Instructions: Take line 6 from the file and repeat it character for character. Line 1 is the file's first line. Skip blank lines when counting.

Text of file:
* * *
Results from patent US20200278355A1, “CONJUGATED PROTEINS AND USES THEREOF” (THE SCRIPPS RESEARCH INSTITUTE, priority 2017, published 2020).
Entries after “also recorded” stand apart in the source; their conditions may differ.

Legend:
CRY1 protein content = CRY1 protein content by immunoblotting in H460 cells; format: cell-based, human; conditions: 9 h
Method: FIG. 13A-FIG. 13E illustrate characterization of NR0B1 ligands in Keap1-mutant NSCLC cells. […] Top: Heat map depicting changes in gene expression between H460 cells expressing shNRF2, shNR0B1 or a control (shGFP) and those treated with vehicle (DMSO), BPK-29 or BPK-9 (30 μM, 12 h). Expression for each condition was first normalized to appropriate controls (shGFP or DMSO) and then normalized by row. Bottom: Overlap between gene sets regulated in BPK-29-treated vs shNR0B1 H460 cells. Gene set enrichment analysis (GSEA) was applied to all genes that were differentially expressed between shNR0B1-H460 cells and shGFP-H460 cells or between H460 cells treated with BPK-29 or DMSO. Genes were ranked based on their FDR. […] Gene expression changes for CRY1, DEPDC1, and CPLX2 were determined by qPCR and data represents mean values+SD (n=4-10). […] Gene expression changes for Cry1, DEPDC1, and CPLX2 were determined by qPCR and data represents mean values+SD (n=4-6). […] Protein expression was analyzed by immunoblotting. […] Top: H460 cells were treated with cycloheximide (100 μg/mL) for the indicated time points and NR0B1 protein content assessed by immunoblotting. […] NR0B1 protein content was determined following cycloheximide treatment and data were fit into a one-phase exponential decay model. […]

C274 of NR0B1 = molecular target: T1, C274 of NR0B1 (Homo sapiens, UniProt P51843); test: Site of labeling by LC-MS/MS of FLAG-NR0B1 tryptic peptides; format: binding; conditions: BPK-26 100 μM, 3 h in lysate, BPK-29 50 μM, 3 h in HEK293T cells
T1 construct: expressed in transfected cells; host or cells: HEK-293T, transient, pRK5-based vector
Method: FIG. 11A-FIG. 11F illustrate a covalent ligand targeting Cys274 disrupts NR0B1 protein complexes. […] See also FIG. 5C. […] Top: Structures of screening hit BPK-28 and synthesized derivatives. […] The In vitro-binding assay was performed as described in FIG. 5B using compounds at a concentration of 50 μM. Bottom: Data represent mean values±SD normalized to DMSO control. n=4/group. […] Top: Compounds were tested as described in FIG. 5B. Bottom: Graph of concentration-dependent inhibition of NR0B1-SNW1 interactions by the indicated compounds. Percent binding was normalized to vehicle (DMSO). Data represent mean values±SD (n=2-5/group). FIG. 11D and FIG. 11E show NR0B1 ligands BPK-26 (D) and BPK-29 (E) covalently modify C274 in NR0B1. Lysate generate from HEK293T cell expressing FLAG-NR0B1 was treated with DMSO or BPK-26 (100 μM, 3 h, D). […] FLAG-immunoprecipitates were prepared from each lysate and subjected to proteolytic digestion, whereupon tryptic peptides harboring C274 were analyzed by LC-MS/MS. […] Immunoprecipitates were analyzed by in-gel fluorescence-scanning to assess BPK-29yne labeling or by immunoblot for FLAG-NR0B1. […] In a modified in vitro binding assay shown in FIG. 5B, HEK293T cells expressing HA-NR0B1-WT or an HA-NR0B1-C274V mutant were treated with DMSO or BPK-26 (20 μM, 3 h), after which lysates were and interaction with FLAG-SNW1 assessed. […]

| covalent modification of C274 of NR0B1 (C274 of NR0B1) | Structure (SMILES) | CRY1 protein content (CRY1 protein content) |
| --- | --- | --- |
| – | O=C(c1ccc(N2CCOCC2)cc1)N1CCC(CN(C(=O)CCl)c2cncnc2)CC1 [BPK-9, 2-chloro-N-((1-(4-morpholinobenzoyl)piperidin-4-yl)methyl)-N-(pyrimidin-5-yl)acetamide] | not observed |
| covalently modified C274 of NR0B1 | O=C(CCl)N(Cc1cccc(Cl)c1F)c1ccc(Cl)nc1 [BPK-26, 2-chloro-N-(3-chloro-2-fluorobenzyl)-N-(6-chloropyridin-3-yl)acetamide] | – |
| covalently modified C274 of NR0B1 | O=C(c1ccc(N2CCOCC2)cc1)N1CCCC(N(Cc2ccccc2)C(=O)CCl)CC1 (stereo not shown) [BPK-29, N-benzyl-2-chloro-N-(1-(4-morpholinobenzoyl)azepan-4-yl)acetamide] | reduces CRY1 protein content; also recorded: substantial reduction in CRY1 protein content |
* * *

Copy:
C274 of NR0B1 = molecular target: T1, C274 of NR0B1 (Homo sapiens, UniProt P51843); test: Site of labeling by LC-MS/MS of FLAG-NR0B1 tryptic peptides; format: binding; conditions: BPK-26 100 μM, 3 h in lysate, BPK-29 50 μM, 3 h in HEK293T cells